There are plenty of threads on here with the same question and the same advice.

Have a read through the back posts with relevant titles.
 

jbtsax

Well-Known Member
Subscriber
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8,010
Your thinking is right on. I would second the Yamaha 4C or the Fobes Debut. Both are an excellent choice.

Ultimately the sound you get will be determined almost entirely by your "concept" and playing ability, not by your set-up.

I would caution against starting on a reed softer than a 2 on either of these mouthpieces. In my experience, too soft a reed simply delays the development of muscle tone in the embouchure.

Contrary to others on this forum, I would also discourage "mouthpiece shopping" for at least the first two years of playing in order to develop your tone production, control, consistency and concept of what you eventually want to sound like.

A set-up should be thought of as a means to help "facilitate" the concept of sound you already have the ability to make, not as a short-cut or "magic bullet" to achieve a better sound. This video by Don Menza from 4:40 to the end shows a perfect example of how the player creates the sound---not the saxophone or mouthpiece.
 

kevgermany

ex Landrover Nut
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21,947
words of wisdom from jbtsax....

I'd qualify his advice slightly based on my own experience.

If you can't get going with a 4C (and I found the narrow tipped starter mouthpieces unplayable) do go a little bigger. And move up when you're really ready to look for what you need. 2 years may be a little rigid, but 3-6 months is probably too early, unless you can't play what you've got.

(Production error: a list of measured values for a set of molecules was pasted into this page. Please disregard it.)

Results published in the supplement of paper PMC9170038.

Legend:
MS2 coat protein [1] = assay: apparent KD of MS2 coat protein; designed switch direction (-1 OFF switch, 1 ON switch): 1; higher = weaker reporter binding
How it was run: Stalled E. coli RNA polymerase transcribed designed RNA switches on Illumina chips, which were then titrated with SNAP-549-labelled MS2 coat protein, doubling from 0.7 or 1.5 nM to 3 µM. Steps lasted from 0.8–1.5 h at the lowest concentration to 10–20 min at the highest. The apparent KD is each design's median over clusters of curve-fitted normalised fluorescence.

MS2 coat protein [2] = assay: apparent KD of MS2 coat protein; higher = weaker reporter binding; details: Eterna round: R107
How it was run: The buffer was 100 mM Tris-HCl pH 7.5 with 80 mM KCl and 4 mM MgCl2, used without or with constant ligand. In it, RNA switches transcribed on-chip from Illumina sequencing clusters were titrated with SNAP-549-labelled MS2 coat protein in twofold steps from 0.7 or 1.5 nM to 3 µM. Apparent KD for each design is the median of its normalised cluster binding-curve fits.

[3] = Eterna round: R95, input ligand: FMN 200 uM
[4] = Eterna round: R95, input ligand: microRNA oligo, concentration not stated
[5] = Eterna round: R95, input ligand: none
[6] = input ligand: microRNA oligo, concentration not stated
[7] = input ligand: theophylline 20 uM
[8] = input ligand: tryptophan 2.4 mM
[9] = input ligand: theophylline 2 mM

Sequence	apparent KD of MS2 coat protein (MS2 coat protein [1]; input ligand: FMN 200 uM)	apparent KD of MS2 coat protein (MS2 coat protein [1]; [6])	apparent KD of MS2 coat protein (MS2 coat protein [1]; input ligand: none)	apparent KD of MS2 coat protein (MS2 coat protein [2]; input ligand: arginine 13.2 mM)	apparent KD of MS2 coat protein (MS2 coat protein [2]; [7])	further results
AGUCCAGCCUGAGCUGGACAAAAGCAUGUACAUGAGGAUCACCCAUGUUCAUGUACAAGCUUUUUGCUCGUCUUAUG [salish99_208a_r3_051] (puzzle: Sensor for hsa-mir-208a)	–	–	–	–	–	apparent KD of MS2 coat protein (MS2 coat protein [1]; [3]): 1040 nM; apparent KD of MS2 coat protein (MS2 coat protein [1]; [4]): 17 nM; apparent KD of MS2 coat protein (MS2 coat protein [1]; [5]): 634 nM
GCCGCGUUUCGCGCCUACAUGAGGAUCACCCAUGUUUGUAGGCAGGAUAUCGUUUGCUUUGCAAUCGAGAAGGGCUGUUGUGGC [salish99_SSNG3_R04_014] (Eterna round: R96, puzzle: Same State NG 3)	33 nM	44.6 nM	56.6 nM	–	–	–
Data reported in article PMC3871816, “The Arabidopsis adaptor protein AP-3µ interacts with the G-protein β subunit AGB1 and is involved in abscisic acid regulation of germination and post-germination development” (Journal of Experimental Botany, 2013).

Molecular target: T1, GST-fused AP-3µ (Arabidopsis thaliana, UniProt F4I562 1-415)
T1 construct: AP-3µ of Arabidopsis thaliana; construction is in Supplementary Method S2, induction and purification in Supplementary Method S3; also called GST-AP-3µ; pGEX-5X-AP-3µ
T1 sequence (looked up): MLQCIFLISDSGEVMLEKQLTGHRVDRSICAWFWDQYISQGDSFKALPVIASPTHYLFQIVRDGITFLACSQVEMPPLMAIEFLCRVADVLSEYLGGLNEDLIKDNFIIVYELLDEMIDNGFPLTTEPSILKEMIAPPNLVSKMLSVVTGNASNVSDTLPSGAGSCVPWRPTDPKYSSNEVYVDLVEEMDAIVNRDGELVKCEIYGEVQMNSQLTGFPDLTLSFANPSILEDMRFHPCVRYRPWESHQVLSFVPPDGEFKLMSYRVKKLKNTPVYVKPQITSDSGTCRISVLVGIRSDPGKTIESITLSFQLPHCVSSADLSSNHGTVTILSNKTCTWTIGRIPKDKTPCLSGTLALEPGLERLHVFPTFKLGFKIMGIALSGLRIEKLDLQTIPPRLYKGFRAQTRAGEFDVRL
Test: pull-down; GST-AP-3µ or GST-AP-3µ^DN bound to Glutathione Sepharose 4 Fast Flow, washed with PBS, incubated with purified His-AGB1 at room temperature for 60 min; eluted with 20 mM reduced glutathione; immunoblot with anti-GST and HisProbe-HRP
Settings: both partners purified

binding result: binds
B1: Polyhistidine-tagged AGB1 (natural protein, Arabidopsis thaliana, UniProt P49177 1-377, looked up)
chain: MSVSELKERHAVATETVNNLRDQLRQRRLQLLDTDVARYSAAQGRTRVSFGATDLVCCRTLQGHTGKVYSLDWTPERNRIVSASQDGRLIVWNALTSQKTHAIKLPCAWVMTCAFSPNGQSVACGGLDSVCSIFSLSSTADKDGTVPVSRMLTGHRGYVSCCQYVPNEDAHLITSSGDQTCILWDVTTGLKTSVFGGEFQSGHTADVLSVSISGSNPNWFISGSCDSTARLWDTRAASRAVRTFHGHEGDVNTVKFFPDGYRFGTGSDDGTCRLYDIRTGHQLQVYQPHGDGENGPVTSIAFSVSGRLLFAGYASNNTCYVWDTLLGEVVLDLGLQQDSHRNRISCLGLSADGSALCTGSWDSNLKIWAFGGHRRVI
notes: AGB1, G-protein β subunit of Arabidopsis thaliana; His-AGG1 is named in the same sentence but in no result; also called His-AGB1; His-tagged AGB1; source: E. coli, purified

zannad

Member
Messages
410
Another cheap mouthpiece is the Rico Metalite. This comes in a range of chambers and tip openings. So a little more difficult to pick which one will suit.

(Pardon moi' - Rico Metalite comes in a range of chambers? Not in my book...)
The Rico Graftonites (the black ones as opposed to the grey Metalites) do come with a range of both tip opening and chambers and are better than the Yamaha 4C...and a bit cheaper too. This variety of chambers and tip openings offered by the Graftonites can give any newcomer a better idea of how to different mouthpieces works (and maybe finding the one which suit best)...but as someone has already suggested, it's best to stick to a single mouthpiece in the first year...
Vandorens are also a very good choice - a bit pricier than the Ricos and Yamaha 4C but there is plenty of good bargains to be found in the secondhand market.
 

gregerhillman

Member
Messages
52
I'm with jbtsax on this one.

One common way of thinking is that you will get the same sound as your favorite sax player if you have the same setup as that person. Well, it may be some truth to that once you've been playing for several years, yet not 100% true.
however, when you are starting out you need to put all your focus on learning the trade of playing sax and you can easily get off track if you get caught up in finding a "better" mouthpiece. Go with the 4c for now!
 

TomMapfumo

Well-Known Member
Messages
5,219